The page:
How to Prune Hibiscus - Backyard Boss
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How to Prune Hibiscus

Hibiscus varieties are incredibly popular in gardening and come in multiple varieties, of many shapes and sizes. They are beautiful, interesting to look at, and relatively easy to take care of once you have them planted. But, these plants do need to be trimmed to maintain their beautiful appearance.

This article will tell you everything you need to know about hibiscus plants, how to grow them successfully, and how to prune them without damaging them.

Materials You’ll Need

When it’s time to prune your plant you will need some supplies so that you can do it properly and without damaging your plant. You will need:

  • Gloves (to protect your hands)
  • Sharp pruning scissors
  • A basket: somewhere to put any dead or diseased leaves or flowers 

Choosing Your Hibiscus

HIbiscus Orange
Image credit: Suanpa via Pixabay

There are so many different varieties of hibiscus (more than 300!) so it’s important to know about them all so you can pick the best one(s) for your garden. Hibiscus plants grow amazing flowers and come in a range of colors, in single or double forms. While each flower usually only lasts about one day, the plant produces for a long season. The colors include orange, yellow, red, pink, and multi-colored. Thanks to their flowers, hibiscus plants draw in pollinators, including bees.

Hibiscus grow as either shrubs or trees and are either “annuals” or perennials.

  • “Annual” hibiscus — Most “annual” hibiscus aren’t true annuals, but rather tropical hibiscuses that are treated as annuals in colder climates. You can also bring your hibiscus plants inside during the cooler months. Some common annual varieties include Chinese hibiscus and red leaf.
  • Perennial hibiscus — Two common categories of perennial hibiscus are rose mallow and hardy. Rose mallow is known for its height and beautiful color. Hardy hibiscus is very cold tolerant; they thrive in Zones 5 to 9.

Growing Your Hibiscus

Hibiscus Bud on stem
Image credit: D.Eickhof via Openverse

There are many things to consider when growing your hibiscus plants, including where to plant your seeds, when to plant them and how to make sure they grow to their full potential.

Hibiscus grows best in full sun and moist, damp soil. It’s also important to plant your hibiscus at the right time to ensure they have enough time to grow. You will want to start planting in the spring when temperatures are starting to get warmer; if temperatures, where you live, drop low in the evening you may need to bring your plants inside. If you live in a cooler climate, consider keeping your hibiscus as a houseplant.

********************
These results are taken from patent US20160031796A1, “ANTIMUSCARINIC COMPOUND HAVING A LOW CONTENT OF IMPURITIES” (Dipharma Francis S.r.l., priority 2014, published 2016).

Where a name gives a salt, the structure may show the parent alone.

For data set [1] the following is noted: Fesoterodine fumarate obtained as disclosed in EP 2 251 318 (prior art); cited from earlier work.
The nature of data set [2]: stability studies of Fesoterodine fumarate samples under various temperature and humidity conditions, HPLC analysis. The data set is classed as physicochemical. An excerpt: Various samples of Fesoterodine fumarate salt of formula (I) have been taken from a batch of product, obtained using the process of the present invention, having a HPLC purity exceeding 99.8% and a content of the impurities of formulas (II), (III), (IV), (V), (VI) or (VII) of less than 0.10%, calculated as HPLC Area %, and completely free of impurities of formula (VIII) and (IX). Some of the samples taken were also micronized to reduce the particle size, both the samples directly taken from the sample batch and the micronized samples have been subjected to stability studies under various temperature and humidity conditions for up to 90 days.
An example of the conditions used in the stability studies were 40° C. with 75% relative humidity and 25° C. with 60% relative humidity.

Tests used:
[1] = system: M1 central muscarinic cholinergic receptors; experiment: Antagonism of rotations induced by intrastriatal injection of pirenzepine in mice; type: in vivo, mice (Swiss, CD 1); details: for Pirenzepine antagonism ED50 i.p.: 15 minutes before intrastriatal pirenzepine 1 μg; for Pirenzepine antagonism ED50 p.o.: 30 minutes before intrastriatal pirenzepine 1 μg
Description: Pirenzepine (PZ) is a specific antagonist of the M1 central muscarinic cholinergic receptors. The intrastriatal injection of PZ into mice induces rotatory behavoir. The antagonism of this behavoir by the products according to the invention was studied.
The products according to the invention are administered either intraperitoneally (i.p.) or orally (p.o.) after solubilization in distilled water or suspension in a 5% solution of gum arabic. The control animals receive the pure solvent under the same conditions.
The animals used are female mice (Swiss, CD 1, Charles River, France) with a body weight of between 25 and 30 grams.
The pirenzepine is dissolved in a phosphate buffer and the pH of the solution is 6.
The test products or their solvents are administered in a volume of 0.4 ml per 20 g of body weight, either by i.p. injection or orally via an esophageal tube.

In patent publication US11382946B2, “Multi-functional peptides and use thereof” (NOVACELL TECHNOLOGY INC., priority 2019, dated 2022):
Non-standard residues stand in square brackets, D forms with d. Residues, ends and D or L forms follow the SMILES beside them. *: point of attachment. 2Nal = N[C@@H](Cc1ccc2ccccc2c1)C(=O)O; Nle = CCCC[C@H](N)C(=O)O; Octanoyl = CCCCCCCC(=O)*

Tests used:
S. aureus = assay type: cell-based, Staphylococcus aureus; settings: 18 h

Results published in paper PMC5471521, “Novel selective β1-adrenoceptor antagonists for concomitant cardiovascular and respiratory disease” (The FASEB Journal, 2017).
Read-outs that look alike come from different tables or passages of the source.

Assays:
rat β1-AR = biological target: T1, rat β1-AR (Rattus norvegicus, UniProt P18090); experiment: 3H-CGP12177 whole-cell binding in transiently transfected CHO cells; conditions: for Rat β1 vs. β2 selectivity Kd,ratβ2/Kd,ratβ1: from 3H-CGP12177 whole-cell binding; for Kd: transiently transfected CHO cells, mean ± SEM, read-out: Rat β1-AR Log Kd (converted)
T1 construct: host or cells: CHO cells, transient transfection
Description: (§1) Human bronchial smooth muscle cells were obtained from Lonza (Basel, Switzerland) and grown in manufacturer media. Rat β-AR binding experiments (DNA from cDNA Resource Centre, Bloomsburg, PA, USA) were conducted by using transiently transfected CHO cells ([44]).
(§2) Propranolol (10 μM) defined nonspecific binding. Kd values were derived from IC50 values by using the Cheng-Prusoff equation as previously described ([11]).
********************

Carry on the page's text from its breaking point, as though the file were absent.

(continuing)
Now it’s time to plant your hibiscus. Dig a hole twice the size of the plant and just as deep as the roots. This is when you will want to add any nutrients or fertilizers to the soil to make sure they reach the roots.

Your plant can now take all spring to grow and start to bloom in the summer.

When to Prune

Hardy hibiscus Luna Rose
Image credits: Nahhan via Canva

Pruning the perennial and annual types of hibiscus plants isn’t that different, but when you cut back each type does matter.  

When you prune your perennial or hardy hibiscus will matter largely on the climate where you live but is usually between late winter and spring. To find out the ideal time in your area, it’s best to ask your local garden center. If you prune your hibiscus in spring, wait until you see new growth. Then, cut back its old branches. 

You can cut your annual, or tropical hibiscus at any time of year (especially if you take it indoors over winter). However, if you want to ensure it stays happy, healthy, and safe from the cold, spring is the best time to prune your annual hibiscus. 

How to Prune

person reaching for hibiscus
Image credits: Cameron Ahlvers via Unsplash

Pruning your plant is not hard at all and shouldn’t take too much of your time. If you want to shape your hibiscus and keep it looking clean, break off flowers immediately after they start to die off. That will prompt the plants to continue to bloom. Prune up to ⅓ off of hibiscus plants to control size and shape during the summer when plants are actively growing.

When it’s time to give your hibiscus a heavier pruning, keep a few things in mind. Perennial varieties ought to be cut to about 1 foot above the ground come cutting time. You don’t necessarily need to give your annuals a heavy pruning, but if you notice they’re getting leggy, it would be a good idea to do so.

In Conclusion

It’s important to properly prune your hibiscus plants to make sure they bloom big, beautiful flowers and keep coming back year after year. But before you can prune your plants you need to know all about them, how and when to grow them.

Now you know how to grow your plants, help them thrive and how to prune them properly so you can enjoy their beauty. Do you have more hibiscus pruning tips? Share them in the comments below!